I’ve always been the type of person to claim that “weed does nothing for me, really, which is why I don’t smoke it.”
On Saturday, I found myself defending my position again to a friend at his house. We had just left a function, and I needed some downtime before I headed to my next event, so I went with him and another friend to hang out at his house. We found his brother there, already very high on weed. His brother said how I couldn’t possibly be able to smoke weed from a bong because I would choke on it, and his brother, my friend, offered me an opportunity to redeem myself when the next round was lit up.
Sure enough, I could take weed in a bong, and I only choked once, compared to others who choked more than once. However, my insistence that “weed does nothing for me” proved to be untrue, because I found myself very quickly high, and in need of a nap. I went to one of the rooms and locked myself there for a nap. I napped for about an hour when I heard a loud knock on the door. I opened it to find my friend’s brother there, claiming he needed something from the room. I told him I’d leave the door open so that he didn’t have to disrupt my nap.
What happened next still feels like a bad dream. He proceeded to come into the room no less than eight times, and hover over the bed. I have very good reflexes, so each time he came in, I woke up and asked what he wanted, because I was just trying to sleep. The first time, he was genuinely confused that I woke up, and kept apologizing and saying “I thought you were asleep, I didn’t mean to wake you…” so I said “It’s okay, just get what you want from the room and leave me alone.”
The third time, I woke up to his hand on my body, under my arm, very near my breast, and he pretended to want to see if I was cold, which was when I told him that if he was so concerned, he could get me a blanket. He came back with the blanket alright, and attempted to touch me again under the pretense of covering me with it. I woke up five more times to him hovering over the bed. The sixth time it happened, I asked him “what the fuck do you want” and he proceeded to say he was sorry over ten times. I told him to “get the fuck out and leave me alone” because I really needed to be done with my nap so that I could head to my next engagement. Because there were other friends in the house, and I could easily beat up the guy (I have taken a couple of martial arts classes for self-defense, the guy in question has probably never had a day of exercise), I did not feel terribly threatened, but I felt threatened nonetheless.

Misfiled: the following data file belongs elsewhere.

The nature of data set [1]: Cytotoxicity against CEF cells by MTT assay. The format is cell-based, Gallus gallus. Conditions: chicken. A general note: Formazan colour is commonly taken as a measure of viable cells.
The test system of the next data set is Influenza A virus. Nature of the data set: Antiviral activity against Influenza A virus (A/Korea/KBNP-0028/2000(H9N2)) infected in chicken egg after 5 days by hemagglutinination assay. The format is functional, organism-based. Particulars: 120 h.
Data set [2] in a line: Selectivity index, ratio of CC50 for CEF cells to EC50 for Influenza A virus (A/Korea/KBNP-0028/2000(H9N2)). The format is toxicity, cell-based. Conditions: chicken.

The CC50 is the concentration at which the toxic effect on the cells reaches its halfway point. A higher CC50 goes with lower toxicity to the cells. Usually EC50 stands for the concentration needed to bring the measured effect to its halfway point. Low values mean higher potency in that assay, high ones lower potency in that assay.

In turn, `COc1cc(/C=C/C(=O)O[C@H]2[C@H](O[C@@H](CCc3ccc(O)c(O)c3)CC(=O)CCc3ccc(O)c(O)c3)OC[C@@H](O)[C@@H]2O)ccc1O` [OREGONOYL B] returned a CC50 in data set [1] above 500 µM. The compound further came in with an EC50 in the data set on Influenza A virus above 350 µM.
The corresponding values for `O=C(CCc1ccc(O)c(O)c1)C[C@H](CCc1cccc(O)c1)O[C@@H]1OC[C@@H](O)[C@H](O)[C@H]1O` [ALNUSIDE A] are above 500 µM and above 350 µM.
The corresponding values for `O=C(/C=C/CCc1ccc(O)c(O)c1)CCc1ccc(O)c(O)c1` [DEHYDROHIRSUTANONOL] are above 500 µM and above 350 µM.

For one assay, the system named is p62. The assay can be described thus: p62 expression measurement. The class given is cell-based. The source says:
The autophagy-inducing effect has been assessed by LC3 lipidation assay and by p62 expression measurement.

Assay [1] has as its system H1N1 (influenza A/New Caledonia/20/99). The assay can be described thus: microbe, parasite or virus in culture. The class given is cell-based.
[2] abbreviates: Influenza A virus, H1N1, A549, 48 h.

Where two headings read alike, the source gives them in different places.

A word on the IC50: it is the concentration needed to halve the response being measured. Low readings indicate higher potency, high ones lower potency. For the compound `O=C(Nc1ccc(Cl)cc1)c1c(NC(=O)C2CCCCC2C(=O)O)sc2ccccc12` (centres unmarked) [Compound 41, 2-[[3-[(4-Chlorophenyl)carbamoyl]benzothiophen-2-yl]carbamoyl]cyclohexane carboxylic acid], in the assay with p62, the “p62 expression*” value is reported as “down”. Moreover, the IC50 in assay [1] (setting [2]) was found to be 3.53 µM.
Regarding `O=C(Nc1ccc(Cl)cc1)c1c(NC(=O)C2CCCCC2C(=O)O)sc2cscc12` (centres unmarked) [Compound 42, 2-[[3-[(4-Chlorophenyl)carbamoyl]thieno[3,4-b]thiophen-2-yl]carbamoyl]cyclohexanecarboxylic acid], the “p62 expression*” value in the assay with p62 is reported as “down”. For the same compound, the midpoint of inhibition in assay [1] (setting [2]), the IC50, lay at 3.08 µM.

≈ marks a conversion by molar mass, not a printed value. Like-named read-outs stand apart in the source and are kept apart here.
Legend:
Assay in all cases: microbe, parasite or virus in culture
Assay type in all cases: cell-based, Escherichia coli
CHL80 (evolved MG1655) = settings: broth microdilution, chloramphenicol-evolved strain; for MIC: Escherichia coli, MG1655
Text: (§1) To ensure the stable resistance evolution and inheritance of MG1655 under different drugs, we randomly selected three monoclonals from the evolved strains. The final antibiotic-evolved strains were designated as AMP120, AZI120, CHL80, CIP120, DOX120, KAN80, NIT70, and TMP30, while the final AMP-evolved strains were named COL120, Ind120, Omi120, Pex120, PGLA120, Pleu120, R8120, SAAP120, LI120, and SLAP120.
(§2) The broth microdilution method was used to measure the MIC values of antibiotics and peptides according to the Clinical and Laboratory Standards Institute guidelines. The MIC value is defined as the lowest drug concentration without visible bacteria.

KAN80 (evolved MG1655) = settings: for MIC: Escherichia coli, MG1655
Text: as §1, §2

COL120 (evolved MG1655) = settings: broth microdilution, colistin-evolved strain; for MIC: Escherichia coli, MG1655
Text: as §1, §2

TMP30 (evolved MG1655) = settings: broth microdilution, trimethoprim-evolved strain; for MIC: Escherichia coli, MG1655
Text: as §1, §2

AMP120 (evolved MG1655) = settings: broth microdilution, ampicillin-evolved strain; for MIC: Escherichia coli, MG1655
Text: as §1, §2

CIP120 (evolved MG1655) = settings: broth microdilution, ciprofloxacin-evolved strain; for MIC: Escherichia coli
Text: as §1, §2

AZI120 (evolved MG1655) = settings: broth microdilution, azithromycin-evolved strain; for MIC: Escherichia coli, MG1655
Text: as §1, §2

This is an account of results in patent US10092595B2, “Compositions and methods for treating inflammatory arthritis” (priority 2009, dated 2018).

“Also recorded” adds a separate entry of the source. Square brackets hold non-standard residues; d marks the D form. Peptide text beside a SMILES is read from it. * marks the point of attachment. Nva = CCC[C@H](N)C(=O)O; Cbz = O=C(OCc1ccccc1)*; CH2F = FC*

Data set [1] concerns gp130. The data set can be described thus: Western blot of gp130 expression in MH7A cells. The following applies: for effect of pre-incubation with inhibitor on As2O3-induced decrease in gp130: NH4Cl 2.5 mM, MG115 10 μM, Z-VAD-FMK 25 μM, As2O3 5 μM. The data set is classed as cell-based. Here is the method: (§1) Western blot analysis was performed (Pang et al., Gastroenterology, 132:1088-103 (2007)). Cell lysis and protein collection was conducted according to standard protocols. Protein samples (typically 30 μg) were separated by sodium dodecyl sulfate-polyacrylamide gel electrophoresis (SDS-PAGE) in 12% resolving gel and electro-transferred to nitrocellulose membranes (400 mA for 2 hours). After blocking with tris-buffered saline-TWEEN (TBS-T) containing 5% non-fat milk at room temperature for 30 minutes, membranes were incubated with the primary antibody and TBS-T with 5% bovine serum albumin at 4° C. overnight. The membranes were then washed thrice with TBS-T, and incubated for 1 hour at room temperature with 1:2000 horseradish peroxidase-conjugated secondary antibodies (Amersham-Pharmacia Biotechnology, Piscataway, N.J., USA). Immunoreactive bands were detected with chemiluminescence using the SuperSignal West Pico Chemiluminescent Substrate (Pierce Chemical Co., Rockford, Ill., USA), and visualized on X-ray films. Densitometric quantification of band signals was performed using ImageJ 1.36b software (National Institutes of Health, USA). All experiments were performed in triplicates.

The second last time he came to hover over me, he found me seated, awake on the bed, texting a friend. I could almost touch the disappointment he felt when he stopped dead in his tracks at the doorway upon realizing I was awake. He left quickly, then came back the eight time with some fake excuse about how he needed some keys, and he left the house without his phone, or his wallet, for almost half an hour.
I struggled with telling my friends what had just happened in the last hour. Was it a good idea to do it? I wondered how to tell my friend that his brother was a bonafide creeper. I could imagine what might be said about the situation. “He was high” or “What were you doing high on weed anyway?” or “You know you were asking for it when you decided to take a nap in that room while you were high” or “You know such things happen when a group of young people get together and drugs are involved” or “Nothing even happened to you, why are you complaining? Do you know that some people actually get raped?”
For the first time, I understood what it meant to be completely helpless in the face of your assaulter. When we were leaving the house, he came back, and I couldn’t bring myself to look him in the face, talk to him, or even scream out loud about what he had just done. I felt disempowered. I wanted to take an endless shower, because I felt dirty.
I wanted to be sure that I didn’t actually make all this up, and decided to work on an approach to tell my friends the next day. Then I thought back to what had happened when I arrived at the house. When my friend’s brother had asked me how long I was planning to stay, and I said “no more than an hour” and he said “well, that’s a pity, I was hoping you could stay longer” and I mistook that for friendliness. Was that when he started planning his “approach”?